Climate Impacts and Risk Assessment

 ©Bertknot, CC BY-SA 2.0
©Bertknot, CC BY-SA 2.0

Our work focuses on understanding the effects of climate change on livelihood realities and development perspectives of especially vulnerable population groups. Impact and vulnerability assessments provide an important basis for the identification of adaptation requirements as well as analyses of loss and damage. Through assessing the implications of impacts at different levels of warming, we gain a better understanding of the implications of different emission pathways. SIDS and LDCs face particularly great challenges. Their physical exposure and the limited number of available adaptation options as well as adaptive capacity are key determinants of their vulnerability.

Publications

Climate change will be the greatest threat to humanity and global ecosystems in the coming years, and there is a pressing need to understand and communicate the impacts of warming, across the perspectives of the natural and social sciences. Hoegh-Guldberg et al. review the climate change–impact literature, expanding on the recent report of the Intergovernmental Panel on Climate Change. They provide evidence of the impacts of warming at 1°, 1.5°, and 2°C—and higher—for the physical system, ecosystems, agriculture, and human livelihoods. The benefits of limiting climate change to no more than 1.5°C above preindustrial levels would outweigh the costs.  
Highly seasonal water supplies from the Himalayan watersheds of Jhelum, Kabul and upper Indus basin are critical for managing the world's largest contiguous irrigation system of the Indus basin and its dependent agrarian economy of Pakistan. Here, we assess changes in the contrasting hydrological regimes of these Himalayan watersheds, and subsequent water availability under the Paris Agreement 2015 targets that aim of limiting the mean global warming to 1.5 °C, and further, well below 2.0 °C relative to pre-industrial levels.  
This article contains the review of scientific evidence of regional differences in climate hazards at 1.5°C and 2°C and provides an assessment of selected hotspots of climate change, including small islands as well as rural, urban, and coastal areas in sub-Saharan Africa and South Asia, that are particularly affected by the additional 0.5°C global mean temperature increase.  
To support implementation of the Paris Agreement, the new HAPPI ensemble of 20 bias-corrected simulations of four climate models was used to drive two global hydrological models in worlds approximately 1.5 °C and 2 °C warmer than pre-industrial. Seven hydrological hazard indicators were analysed characterizing freshwater-related hazards for humans, freshwater biota and vegetation. The findings show that areas with either significantly wetter or drier conditions are smaller in the 1.5 °C world for all but one indicator. The incremental impact between 1.5 °C and 2 °C on high flows would be felt most by low income and lower middle income countries, the effect on soil moisture and low flows most by high income countries.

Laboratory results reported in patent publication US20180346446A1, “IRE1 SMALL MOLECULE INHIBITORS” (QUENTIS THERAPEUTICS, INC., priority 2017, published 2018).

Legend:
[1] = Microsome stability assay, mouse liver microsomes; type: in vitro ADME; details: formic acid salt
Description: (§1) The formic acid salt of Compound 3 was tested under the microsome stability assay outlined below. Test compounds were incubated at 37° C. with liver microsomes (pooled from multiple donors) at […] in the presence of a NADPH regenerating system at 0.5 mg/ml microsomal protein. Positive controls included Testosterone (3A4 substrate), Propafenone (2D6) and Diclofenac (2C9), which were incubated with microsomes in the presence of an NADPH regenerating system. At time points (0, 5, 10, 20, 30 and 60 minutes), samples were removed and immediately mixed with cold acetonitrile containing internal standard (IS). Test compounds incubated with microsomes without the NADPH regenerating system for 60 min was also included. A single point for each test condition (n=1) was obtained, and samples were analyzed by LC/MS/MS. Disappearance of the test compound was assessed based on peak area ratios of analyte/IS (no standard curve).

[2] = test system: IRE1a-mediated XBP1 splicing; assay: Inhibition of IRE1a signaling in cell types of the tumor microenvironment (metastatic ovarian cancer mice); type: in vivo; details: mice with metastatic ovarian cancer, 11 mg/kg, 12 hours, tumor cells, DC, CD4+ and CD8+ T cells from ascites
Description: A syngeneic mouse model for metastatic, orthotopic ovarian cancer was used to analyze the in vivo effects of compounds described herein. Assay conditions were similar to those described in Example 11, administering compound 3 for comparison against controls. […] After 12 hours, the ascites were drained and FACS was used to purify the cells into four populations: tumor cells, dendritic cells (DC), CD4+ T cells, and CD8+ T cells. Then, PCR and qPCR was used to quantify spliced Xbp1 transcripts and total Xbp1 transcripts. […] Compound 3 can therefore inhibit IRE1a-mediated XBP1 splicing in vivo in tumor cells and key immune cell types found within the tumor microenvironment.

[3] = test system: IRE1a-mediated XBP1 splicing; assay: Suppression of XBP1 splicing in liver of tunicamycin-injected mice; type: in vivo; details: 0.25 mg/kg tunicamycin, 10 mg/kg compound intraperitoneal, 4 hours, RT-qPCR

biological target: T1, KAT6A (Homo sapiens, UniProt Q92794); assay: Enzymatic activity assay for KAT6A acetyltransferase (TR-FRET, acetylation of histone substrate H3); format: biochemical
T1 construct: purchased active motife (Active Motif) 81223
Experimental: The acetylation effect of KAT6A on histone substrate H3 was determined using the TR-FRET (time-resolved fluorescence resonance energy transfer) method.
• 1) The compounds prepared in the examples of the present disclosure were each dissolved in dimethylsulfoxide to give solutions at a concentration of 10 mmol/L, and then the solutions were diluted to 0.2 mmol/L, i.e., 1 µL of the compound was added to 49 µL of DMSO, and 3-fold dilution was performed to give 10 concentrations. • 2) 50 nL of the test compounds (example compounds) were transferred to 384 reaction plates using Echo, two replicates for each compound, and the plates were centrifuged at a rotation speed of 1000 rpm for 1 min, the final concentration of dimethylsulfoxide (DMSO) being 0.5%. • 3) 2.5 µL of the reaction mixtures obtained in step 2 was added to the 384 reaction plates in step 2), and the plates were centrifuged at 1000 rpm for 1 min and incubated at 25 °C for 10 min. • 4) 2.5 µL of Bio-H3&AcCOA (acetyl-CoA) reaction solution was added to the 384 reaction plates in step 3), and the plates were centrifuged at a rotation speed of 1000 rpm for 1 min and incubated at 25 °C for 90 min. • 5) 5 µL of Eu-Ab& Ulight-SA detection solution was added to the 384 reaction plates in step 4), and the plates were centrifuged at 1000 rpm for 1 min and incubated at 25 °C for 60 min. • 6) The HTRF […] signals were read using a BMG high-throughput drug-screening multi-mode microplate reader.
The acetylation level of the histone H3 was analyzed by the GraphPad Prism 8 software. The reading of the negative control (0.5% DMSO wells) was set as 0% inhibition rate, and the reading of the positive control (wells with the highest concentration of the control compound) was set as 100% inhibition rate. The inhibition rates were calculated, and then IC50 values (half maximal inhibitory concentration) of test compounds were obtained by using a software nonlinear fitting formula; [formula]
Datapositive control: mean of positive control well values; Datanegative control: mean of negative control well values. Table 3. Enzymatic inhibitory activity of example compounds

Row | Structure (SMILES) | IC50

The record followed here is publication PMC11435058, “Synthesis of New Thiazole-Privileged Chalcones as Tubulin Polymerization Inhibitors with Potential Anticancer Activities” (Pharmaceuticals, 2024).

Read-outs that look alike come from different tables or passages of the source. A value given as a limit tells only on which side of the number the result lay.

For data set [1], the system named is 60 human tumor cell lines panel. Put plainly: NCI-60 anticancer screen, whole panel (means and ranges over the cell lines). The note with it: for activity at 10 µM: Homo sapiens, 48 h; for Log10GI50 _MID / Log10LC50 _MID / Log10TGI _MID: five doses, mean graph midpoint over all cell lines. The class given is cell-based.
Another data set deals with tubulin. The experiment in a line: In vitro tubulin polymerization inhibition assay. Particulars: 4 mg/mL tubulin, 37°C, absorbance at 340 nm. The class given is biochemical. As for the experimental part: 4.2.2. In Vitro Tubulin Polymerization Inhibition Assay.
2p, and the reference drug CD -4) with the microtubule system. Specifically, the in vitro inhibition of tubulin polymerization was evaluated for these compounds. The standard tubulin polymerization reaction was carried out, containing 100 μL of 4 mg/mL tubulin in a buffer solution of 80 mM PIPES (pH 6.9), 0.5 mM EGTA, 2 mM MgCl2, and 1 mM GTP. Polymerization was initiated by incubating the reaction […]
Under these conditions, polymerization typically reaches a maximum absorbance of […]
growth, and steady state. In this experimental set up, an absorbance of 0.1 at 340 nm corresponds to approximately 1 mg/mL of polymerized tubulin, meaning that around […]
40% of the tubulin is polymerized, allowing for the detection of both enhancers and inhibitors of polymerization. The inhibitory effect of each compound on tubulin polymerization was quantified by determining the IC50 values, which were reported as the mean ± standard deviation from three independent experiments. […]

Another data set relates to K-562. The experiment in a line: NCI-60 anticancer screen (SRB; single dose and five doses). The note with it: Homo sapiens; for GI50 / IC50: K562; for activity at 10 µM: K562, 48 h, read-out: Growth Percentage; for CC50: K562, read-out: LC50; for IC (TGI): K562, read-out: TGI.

Projects

IMPACT is a cross-cutting, multi-faceted project that aims to strengthen the connections between the scientific assessments of climate impacts, vulnerability and adaptation to help enable access to finance and help Small Island Developing States (SIDS) and Least Developed Countries (LDCs) implement concrete projects.  
This project provides francophone Least Developed Countries in Sub-Saharan Africa with science-based support when formulating their National Adaptation Plans (NAPs). In addition, it will give these countries access to international climate finance and establish national, international and regional platforms to share knowledge and experiences.    
The EmBARK-project investigates time scales and possible trajectories of socio-economic transformation processes and analyse their relevance as potential barriers to adaptation to climate change. An improved understanding of the temporal dynamics of such barriers is key in developing a more realistic understanding of future climate impacts and for scientifically robust assessment of future climate related loss and damage.  
The "Climate Action Tracker" is an independent science-based assessment, which tracks the emission commitments and actions of countries.  
The Caribbean region is highly exposed to tropical storms, hurricanes, flooding, and naturally induced disasters. These hazards represent a significant risk to the inhabitants and economies of the Caribbean countries. The Climate Risk Adaptation and Insurance in the Caribbean (CRAIC) project assists Caribbean countries in their efforts to increase social resilience and adapt to climate change by incorporating climate risk insurance within a broader framework of disaster risk reduction strategies.  
SLICE is investigating Short- and Long-Term Impacts of Climate Extremes and aims to develop a systematic understanding of the channels through which climate extremes impact socio-economic development all the way from the household to the macroeconomic level. This will help developing effective strategies for long-term economic development under climate change.